The Green River area in Sweetwater County is known as the "Trona Capital of the World." So, what is trona? It is a naturally-occurring mineral that is chemically known as sodium sesquicarbonate. Trona is the raw material which is refined into soda ash. Soda ash, in turn, is used to make glass, paper products, laundry detergents, and many other products. It also is used in the manufacturing of other chemicals, such as sodium bicarbonate (baking soda) and sodium phosphates (detergents).
Egyptian & Roman Uses
Ancient Egyptians first used soda ash over 5,000 years ago. They recovered the chemical from dry lake-bed deposits or manufactured it by burning seaweed and other marine plants. This crude product was used to make glass ornaments and vessels. The Romans also used it for baking bread, making glass, and as medicine.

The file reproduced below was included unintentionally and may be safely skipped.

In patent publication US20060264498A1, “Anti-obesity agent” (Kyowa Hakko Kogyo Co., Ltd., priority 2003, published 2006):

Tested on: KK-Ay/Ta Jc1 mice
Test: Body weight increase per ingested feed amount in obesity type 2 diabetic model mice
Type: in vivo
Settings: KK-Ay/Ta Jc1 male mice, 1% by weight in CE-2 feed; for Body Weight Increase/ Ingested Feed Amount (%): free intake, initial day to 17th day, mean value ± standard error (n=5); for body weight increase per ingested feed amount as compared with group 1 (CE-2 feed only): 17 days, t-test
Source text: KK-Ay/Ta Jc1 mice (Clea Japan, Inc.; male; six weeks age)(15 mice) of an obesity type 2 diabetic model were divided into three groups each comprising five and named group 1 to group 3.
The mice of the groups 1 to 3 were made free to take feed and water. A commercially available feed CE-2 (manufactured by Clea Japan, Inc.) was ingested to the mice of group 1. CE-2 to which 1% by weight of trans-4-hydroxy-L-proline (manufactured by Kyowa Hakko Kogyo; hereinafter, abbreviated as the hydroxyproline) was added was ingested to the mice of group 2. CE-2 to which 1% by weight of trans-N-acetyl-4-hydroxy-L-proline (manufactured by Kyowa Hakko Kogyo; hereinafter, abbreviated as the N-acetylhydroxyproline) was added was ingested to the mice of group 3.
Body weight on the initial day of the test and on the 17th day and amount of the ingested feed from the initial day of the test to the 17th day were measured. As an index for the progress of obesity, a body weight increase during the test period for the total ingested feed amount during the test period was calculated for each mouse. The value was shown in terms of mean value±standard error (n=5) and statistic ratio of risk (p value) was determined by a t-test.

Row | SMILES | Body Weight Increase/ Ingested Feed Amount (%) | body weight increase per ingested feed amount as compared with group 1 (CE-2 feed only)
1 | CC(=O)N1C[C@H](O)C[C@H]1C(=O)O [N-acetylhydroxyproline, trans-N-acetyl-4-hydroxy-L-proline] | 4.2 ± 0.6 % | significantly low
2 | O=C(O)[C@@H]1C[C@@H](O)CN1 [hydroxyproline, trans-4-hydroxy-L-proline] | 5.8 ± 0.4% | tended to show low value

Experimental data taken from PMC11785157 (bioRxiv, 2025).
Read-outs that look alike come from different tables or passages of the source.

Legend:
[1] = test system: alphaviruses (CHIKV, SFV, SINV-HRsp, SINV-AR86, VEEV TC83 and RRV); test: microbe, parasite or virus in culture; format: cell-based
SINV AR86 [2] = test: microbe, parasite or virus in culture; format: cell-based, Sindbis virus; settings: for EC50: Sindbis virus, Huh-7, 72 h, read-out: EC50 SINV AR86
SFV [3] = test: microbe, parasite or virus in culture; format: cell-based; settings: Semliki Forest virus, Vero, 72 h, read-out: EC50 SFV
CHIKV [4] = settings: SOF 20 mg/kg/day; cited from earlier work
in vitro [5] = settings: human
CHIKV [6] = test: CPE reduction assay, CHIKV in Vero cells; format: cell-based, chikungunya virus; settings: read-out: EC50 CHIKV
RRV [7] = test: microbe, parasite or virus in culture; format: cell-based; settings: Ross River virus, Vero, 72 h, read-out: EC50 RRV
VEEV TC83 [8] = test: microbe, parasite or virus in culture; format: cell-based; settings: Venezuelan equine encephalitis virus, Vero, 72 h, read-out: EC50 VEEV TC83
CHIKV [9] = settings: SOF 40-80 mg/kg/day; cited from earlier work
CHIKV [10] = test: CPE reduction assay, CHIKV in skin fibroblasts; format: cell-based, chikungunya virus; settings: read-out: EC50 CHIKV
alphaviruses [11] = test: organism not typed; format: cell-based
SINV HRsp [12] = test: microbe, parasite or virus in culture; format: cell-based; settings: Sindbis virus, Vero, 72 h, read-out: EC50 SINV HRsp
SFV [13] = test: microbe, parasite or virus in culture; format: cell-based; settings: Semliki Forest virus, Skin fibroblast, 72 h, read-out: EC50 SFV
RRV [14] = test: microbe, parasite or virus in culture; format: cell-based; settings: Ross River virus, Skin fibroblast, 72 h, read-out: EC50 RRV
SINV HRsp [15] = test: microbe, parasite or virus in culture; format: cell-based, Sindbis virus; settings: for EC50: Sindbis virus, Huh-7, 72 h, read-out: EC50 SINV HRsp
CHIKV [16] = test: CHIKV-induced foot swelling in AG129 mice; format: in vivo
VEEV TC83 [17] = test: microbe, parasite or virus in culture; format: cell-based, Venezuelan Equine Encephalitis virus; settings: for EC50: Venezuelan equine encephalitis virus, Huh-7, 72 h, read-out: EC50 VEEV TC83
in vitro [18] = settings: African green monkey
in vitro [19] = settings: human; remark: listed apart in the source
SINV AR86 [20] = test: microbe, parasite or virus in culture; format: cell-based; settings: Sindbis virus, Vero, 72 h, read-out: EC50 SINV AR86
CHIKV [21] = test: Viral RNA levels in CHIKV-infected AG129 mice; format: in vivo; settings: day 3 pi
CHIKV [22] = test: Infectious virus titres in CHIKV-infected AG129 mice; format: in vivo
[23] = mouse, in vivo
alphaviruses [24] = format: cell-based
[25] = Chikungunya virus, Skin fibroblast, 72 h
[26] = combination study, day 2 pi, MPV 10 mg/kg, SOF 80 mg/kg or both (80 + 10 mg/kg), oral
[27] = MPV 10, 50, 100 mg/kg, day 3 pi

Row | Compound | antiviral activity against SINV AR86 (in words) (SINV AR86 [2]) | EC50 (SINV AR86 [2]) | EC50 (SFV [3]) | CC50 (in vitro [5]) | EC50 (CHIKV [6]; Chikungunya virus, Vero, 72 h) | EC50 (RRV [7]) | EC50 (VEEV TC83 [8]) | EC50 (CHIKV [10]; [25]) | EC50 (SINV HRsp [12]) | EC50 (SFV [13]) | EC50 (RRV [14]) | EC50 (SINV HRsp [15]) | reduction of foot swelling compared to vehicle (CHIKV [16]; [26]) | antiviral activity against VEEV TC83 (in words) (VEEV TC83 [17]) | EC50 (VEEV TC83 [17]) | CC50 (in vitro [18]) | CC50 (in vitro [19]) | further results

The trona in Sweetwater County was created by an ancient body of water which became known as Lake Gosiute. In the course of geologic time, the lake shrunk. With the loss of outflows, high amount of alkaline (salt brine) began to evaporate, depositing the beds of trona. It is reported that Southwestern Wyoming contains the world's largest known bed of trona.
Current Trona Industry
The current trona industry had its beginning in Sweetwater County in 1938 during oil and gas explorations. The first mine shaft was excavated in 1946. Since that initial discovery, several mines and processing plants have been operating in the area, along with a baking soda plant.
Major Area Employers
These major area employers, located west of Green River, include:
Ciner Wyoming LP
TATA Chemicals North America
Solvay Minerals Inc.
Church and Dwight Company Inc.
The trona industry has become a major economic base for Sweetwater County.
For more information about trona and its history in Green River, contact the City of Green River at (307) 872-6136.